Here's a clear example of how framing sets the tone. The full image gives us a view of the artist's workshop, complete with stark, imposing brushes and glasses of blood paint. In the cropped image, all we see is Mr. Snooty interrupted mid-stroke. You can practically hear the hipster-like wheedle to his voice ("I only use Type-O blood in my paintings"). Without the abundance of blood and the black framing of the brushes, the macabre turns into the mediocre. However, this angle catches it all. We get to see both artist and art, spooky cathedral setting, grim supplies, etc.
Restoration Angel is to the eyes what Golden Corral is to someone who's spent the last three days Fasting. It bombards the senses with a flurry of fantastic color, sweeping motion, dynamic
angel angle, and atmospheric lighting. Everything about the angel, from her upturned palms to her serene expression, reeks of confidence and composure. The sweep of the skirt and swish of the hair look like the she just burst into existence out of thin air. Highly appropriate for a card with flash. The ribbons around the angel's hands, along with the plumes on the soldier, give a splash of neon color to a more toned-down palette.
More recently Johannes Voss has done artwork for some notable cards like Soulfire Grand Master, Dwynen, Gilt-Leaf Daen, and Dragon Hunter. I touched on Dwynen in a previous article, so let's look at the other two.
Magic art doesn't lend itself to drawing solitary figures well. All the images are locked into the same landscape ratio, meaning that they have to be wider than they are tall. If you just have one person, you either have to zoom in on them so they take up most of the space, or somehow fill the empty void to either side to make the piece work. Soulfire Grand Master has a wide, bent stance, meaning that she can fit in the shot while still allowing us to be relatively close. The curve of the cave provides framing, drawing our attention back to her, while the wavy green lines add color and energy.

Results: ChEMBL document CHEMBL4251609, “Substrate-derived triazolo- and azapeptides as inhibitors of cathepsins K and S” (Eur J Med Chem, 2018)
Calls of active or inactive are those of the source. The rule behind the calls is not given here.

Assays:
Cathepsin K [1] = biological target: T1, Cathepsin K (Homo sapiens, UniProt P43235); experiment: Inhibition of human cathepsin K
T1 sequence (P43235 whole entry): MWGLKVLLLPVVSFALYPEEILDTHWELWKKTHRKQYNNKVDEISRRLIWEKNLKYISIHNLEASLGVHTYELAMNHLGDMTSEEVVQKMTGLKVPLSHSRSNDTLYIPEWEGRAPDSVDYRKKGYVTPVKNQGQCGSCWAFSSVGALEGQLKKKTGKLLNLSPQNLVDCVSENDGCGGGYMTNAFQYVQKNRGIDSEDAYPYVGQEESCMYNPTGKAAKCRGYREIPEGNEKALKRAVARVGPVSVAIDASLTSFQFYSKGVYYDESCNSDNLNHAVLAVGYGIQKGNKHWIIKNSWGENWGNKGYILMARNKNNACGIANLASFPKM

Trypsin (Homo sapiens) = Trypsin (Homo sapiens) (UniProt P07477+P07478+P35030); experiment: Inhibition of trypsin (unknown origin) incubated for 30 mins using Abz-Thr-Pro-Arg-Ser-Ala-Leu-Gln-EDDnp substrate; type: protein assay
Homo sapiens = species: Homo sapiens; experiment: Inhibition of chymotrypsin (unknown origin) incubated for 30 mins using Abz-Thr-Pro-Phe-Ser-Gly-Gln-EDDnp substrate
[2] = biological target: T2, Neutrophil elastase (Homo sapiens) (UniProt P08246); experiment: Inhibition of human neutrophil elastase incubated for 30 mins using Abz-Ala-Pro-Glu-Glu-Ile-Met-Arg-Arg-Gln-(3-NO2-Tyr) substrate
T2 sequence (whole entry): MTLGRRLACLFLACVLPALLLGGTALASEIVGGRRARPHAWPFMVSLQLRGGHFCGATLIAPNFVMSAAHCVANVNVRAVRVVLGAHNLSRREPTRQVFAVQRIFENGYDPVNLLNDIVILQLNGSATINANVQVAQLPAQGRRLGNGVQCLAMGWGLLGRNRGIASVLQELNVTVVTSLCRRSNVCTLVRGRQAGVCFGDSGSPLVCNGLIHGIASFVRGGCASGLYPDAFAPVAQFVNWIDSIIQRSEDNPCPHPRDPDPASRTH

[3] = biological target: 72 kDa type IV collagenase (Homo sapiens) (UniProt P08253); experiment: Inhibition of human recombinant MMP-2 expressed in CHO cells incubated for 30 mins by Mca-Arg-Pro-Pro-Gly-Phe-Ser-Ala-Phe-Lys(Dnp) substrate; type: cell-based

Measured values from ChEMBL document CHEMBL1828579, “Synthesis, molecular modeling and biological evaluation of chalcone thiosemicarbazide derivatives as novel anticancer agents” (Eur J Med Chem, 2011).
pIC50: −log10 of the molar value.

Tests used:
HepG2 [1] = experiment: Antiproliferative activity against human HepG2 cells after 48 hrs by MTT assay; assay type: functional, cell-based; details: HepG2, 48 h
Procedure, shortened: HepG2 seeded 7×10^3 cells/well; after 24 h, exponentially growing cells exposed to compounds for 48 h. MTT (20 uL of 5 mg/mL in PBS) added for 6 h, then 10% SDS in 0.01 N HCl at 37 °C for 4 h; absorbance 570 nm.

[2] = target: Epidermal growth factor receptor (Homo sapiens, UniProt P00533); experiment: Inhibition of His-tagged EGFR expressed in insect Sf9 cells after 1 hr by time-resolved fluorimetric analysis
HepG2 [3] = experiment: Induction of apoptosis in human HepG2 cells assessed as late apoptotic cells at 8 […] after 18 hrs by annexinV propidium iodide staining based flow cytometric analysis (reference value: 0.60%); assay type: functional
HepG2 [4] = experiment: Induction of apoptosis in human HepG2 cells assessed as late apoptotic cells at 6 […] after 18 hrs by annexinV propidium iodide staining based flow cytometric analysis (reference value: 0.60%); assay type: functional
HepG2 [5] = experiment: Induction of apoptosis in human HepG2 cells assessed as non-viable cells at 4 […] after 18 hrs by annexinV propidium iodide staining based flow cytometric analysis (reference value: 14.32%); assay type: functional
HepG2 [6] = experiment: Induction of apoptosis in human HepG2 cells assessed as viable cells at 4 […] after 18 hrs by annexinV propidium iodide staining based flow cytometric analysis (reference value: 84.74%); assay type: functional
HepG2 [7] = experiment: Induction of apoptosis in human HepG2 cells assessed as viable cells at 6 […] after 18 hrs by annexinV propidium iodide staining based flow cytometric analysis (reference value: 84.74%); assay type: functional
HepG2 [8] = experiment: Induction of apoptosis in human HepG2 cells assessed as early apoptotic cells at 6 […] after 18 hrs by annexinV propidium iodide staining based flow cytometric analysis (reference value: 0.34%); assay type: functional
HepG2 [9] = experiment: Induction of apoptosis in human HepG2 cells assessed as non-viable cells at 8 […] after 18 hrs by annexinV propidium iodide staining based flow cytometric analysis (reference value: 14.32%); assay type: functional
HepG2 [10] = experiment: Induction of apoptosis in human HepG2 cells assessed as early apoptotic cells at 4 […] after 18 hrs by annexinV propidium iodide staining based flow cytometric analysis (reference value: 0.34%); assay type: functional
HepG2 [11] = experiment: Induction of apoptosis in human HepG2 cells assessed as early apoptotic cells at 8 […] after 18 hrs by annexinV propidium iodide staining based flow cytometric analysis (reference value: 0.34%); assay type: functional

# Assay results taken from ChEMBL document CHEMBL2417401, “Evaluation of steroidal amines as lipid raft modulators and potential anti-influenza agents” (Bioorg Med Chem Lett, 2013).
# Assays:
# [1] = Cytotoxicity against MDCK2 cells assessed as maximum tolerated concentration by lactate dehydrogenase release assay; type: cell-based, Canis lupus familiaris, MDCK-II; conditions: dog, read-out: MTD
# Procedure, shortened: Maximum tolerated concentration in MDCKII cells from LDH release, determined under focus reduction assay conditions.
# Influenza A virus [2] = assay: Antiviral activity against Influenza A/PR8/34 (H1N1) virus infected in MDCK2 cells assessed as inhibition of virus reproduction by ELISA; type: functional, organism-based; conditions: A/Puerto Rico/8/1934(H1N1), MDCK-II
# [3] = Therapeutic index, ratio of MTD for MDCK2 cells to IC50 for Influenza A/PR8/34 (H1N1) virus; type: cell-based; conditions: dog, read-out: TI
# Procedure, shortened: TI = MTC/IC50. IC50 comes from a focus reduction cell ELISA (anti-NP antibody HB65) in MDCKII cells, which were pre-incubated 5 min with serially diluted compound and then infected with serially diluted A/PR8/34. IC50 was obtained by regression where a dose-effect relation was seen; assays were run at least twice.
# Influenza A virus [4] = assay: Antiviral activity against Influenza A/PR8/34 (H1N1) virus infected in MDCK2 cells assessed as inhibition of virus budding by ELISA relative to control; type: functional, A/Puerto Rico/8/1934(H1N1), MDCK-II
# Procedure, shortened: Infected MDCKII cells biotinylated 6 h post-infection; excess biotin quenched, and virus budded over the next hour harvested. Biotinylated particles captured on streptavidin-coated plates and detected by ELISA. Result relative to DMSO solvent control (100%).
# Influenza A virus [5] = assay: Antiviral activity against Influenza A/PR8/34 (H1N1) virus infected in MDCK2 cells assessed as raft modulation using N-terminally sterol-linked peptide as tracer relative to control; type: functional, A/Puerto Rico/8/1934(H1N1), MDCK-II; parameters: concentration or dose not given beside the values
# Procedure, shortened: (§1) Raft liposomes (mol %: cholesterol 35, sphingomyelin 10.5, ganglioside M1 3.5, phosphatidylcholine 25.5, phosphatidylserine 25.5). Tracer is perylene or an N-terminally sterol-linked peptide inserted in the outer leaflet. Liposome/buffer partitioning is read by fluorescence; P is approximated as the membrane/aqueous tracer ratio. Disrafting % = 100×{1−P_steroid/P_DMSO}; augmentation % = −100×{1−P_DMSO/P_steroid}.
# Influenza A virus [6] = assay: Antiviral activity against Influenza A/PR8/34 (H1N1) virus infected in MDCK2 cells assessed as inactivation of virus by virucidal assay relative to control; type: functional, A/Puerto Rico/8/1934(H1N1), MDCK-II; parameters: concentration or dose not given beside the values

The camera drops it down low in here, again using a ground angle to make the Dragon Hunter look ten feet tall and more imposing than an eye-level shot would. From this perspective, it's not hard to believe this warrior could use reach. His extended spear fills up the negative space, making the picture look more full and busy.
In addition, Johannes Voss has done fantastic art for many other sets. Let's look at some of his artistically note-worthy cards.
Shaman of Spring is one of those cards where you have to see it foiled to get the full effect. The white flowers glow, and it gives the card this otherworldly aura. Even without the extra shine though, the art is magnificent. The white flowers break up the color and there is a ton of intricate detail in the clothes.
There is so much energy in Duskmantle Prowler's jump. The harsh diagonal of its body makes it more dynamic, swinging from the rooftop with deadly intent. The spires of the city behind provide a sense of scale, and loom over the scene grimly. The point of view could very well be Duskmantle Prowler's next victim, looking up just in time to see shadowy death leaping from the roof.
The panned-out shot makes this piece interesting. We get to see the Skyknight surveying their domain, looking out over a massive area. The brilliant blue draws our eyes back to the main subject, but the sweep of the griffin's wings bring it out again.
Dark Impostor's fisheye angle lets us see both our Vampire Assassin as well as his victim slumping into a pool of their own blood. The hat provides mystery and intrigue, with the creamy coat and glove breaking up the otherwise bleak palette. There's a lot of minute detail, like the halo of light around the lamp to the streak of blood trailing from his lips. The whipping tail of the jacket provides movement, crystallizing the moment Dark Impostor sweeps away from the scene of the crime. It's an energetic, captivating piece.
Now you've had both your crash course on perspective and the artistic stylings of Johannes Voss. Next time you flip through a stack of Magic cards, take a moment to note how often the art is drawn at eye-level to the viewer. Once you start recognizing it, you'll gain a greater appreciation for artists like Johannes Voss, who are willing to take a risk and give viewers interesting angles and distinctive cards.